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TR: How do you catch these criminals? What sort of technologies do you use?

CP: Almost anything you can think of. For the Shadowcrew case [a massive identity and credit-card trafficking network], we did an undercover operation. That is one of our tools to get inside these various groups. Another thing we do is to get court orders and trace communications when we see attacks coming in. It’s every investigative technique you can think of. And it’s not just electronic ones. One of the good things – if it’s a good thing – about money being more of the motivation, is that you also have a monetary trail. So the traditional gumshoe methods come into play. So it’s not exclusively following the electronic footprints, it’s pairing that up with good old-fashioned investigations, interviews, and so on, and tracing money that leads to some of the culprits.

TR: Once you catch these criminals, what are the penalties?

CP: In the U.S., the penalties have increased fairly significantly over the years. They’re being driven largely by monetary damages, so I think there have been a number of significant sentences. We’ve certainly moved away from where it was when I started doing this, when a lot of times computer criminals were looking at, at least in their view, a slap on the wrist or probation. They’re now actually getting real jail time – and sometimes significantly long sentences.

TR: Could you give me an example?

CP: There was a case in North Carolina, the Lowe’s computer intrusion case. The attackers were getting into the Lowe’s stores through their wireless connection and basically stealing credit-card information and financial data. We did an operation in which we were able to triangulate on the people, find them, identify them, and identify what they were taking about. The ring leader got a sentence of seven or eight years. The longest sentence before that was Kevin Mitnick [a former hacker who now owns a security company], who got five years.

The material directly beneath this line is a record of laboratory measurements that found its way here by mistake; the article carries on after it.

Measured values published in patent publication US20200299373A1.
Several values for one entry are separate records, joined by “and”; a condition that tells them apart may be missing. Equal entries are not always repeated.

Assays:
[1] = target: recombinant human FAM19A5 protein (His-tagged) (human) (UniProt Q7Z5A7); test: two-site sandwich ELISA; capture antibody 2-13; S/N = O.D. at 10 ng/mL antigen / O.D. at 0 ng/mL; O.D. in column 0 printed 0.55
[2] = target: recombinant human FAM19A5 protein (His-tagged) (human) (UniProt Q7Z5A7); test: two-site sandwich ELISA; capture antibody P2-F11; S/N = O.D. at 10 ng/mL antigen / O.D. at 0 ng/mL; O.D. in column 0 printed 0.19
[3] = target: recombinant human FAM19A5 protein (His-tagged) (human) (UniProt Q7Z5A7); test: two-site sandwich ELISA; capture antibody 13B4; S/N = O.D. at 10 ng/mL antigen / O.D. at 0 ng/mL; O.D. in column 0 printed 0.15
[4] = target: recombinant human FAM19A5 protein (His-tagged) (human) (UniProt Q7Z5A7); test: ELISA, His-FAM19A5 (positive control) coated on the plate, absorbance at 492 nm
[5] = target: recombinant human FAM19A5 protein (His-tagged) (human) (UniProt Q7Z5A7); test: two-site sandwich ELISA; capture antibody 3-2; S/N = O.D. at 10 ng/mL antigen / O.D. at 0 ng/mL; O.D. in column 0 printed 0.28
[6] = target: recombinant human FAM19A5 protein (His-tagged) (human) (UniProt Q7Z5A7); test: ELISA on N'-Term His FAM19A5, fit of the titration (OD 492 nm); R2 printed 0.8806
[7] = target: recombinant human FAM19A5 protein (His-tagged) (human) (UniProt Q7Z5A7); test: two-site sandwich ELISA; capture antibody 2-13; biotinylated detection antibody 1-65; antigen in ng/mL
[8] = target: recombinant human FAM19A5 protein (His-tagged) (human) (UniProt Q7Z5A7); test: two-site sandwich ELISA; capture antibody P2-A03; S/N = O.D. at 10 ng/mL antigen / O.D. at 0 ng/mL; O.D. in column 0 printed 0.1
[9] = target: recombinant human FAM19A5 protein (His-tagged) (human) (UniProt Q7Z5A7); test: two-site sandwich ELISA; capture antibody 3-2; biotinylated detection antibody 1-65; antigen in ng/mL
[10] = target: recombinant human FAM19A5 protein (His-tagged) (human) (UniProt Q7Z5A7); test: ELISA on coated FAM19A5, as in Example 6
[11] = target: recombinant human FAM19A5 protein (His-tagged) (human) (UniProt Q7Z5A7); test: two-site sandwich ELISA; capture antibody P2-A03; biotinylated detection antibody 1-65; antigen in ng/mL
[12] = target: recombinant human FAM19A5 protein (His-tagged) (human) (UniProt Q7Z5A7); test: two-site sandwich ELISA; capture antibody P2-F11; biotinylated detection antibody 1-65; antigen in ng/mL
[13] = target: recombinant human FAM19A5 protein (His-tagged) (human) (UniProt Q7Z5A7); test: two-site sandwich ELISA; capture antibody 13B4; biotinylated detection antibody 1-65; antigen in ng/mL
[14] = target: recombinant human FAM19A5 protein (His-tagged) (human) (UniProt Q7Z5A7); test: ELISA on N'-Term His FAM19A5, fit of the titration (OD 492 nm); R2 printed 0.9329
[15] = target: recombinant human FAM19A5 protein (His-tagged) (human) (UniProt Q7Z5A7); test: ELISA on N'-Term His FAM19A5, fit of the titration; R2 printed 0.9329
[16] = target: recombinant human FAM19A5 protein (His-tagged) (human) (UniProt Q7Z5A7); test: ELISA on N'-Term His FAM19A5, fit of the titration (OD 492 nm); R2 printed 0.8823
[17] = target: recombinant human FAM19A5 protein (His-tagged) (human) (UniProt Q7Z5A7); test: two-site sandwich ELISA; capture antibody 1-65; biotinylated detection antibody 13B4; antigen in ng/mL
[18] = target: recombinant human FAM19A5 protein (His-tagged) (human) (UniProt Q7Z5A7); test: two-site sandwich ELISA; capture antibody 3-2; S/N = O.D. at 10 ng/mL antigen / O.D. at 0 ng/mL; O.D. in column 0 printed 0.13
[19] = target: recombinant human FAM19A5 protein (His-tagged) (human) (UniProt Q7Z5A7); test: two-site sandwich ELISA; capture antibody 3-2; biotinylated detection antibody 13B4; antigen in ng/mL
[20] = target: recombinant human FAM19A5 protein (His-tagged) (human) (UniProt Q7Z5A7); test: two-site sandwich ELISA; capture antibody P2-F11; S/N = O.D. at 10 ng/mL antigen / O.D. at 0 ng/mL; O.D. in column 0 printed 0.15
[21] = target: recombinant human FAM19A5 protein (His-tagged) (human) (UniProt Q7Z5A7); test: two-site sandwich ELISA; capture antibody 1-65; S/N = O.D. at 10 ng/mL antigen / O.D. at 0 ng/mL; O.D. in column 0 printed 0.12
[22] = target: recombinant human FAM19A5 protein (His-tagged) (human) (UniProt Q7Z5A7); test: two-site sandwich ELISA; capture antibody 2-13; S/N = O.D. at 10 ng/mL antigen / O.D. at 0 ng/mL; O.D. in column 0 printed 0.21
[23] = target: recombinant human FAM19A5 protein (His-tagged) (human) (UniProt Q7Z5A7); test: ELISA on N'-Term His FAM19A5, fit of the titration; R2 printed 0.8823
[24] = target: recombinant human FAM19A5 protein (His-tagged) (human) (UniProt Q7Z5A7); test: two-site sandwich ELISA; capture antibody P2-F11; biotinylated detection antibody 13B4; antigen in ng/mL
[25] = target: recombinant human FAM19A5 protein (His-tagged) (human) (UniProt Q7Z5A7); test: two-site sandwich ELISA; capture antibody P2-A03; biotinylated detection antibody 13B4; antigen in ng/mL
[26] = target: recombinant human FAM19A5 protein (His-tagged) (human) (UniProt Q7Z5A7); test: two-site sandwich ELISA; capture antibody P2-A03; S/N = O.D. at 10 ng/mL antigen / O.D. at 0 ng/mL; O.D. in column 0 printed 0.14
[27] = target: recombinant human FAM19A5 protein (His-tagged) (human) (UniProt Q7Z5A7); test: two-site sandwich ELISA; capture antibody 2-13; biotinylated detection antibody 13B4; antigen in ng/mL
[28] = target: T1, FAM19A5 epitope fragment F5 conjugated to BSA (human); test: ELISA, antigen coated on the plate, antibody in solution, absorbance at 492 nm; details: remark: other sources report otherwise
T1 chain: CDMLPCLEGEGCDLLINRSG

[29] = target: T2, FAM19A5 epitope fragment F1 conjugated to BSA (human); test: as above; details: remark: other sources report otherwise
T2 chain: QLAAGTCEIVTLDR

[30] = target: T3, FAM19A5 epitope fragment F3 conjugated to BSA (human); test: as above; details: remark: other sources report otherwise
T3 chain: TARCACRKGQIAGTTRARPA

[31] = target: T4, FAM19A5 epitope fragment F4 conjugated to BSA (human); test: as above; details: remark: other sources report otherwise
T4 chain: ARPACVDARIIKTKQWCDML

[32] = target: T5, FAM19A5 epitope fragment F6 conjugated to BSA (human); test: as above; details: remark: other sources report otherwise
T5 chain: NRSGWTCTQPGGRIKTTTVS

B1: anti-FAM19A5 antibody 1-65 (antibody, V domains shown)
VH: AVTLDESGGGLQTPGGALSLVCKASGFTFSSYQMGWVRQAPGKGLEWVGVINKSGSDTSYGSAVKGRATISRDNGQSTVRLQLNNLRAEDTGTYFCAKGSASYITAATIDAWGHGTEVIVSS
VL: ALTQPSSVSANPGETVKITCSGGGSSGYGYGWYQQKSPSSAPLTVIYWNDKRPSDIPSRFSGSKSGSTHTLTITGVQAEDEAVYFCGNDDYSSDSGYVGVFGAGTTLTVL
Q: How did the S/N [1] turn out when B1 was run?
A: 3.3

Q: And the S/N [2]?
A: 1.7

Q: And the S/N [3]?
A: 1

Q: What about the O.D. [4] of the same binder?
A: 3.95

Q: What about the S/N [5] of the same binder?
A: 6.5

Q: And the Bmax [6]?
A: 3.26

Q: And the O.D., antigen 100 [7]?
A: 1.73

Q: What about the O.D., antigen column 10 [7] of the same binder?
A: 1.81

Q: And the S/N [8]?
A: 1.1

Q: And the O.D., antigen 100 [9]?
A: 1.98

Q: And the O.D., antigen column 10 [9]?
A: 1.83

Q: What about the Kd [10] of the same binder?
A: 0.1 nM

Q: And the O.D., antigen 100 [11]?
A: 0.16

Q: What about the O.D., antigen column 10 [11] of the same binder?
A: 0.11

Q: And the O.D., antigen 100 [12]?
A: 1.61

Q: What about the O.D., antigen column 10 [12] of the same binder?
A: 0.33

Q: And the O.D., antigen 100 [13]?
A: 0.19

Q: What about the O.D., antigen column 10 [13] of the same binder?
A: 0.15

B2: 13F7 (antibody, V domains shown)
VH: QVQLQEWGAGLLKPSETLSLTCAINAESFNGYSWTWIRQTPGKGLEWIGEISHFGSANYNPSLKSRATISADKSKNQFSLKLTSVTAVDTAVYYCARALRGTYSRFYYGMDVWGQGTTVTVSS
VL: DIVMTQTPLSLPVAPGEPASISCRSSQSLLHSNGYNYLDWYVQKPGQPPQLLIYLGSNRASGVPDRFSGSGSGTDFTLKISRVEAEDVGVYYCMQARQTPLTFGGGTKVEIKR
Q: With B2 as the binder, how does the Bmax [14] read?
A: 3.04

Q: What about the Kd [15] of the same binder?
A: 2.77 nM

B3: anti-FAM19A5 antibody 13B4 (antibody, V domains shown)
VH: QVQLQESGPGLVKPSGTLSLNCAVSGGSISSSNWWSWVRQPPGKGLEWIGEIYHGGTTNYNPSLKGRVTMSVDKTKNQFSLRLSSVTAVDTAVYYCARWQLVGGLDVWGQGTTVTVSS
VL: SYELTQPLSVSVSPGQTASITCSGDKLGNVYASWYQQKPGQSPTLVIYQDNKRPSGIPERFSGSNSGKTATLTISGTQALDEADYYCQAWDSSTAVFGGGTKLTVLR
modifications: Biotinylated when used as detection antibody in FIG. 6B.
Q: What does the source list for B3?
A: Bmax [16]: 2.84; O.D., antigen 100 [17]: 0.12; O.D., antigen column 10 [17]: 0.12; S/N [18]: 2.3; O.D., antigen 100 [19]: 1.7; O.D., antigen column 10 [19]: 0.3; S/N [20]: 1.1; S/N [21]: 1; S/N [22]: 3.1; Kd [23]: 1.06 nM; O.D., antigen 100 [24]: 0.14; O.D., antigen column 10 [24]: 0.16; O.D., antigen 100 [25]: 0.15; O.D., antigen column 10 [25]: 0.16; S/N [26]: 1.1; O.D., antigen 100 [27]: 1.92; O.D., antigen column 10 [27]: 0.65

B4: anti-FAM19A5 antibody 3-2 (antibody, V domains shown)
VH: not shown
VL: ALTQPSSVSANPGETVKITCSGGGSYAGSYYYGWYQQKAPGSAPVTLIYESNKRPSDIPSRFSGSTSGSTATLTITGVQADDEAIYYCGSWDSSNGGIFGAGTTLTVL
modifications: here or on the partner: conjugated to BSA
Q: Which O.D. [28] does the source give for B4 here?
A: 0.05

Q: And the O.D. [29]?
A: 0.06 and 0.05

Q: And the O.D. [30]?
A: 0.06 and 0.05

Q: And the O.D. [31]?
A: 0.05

Something that’s very important for us to emphasize is to change the perception that there aren’t any consequences for the people who do these things. It’s just like any other type of crime.

TR: Say, as an individual, you find out that someone has used your bank account to purchase spamming software. What do you do? Should you report this sort of crime. And to whom?

CP: The FBI has set up the Internet Crime Complaint Center, called “IC3,” and one of the things it does is take complaints and try to aggregate those complaints. It’s seldom the case that someone is the sole victim of one these crimes, and if you start looking at the cases systematically and putting together who these victims are, it’s a much larger course of conduct. That’s something that IC3 is supposed to do: aggregate the data, and then get law enforcement interested in it.

TR: What do you see in the future of cybercrime fighting?

CP: We need to continue to work on an integrated response to this. I don’t anticipate cyber crime really decreasing. I anticipate that as new technologies are developed there are going to be continued attacks. As we get more secure implementations in the Internet and other protocols, it will help. But people are going to continue to commit these types of crimes and we’re going to need to respond to them. The key things for us are making sure we have strong international partnerships – not just among law enforcement, which I think we’ve done a good job at, but also having a unified response, so the law enforcement people who do these investigations are working with the technical people and companies. One of the things I have been preaching is getting the technical community and law enforcement community really talking to each other quite a bit.

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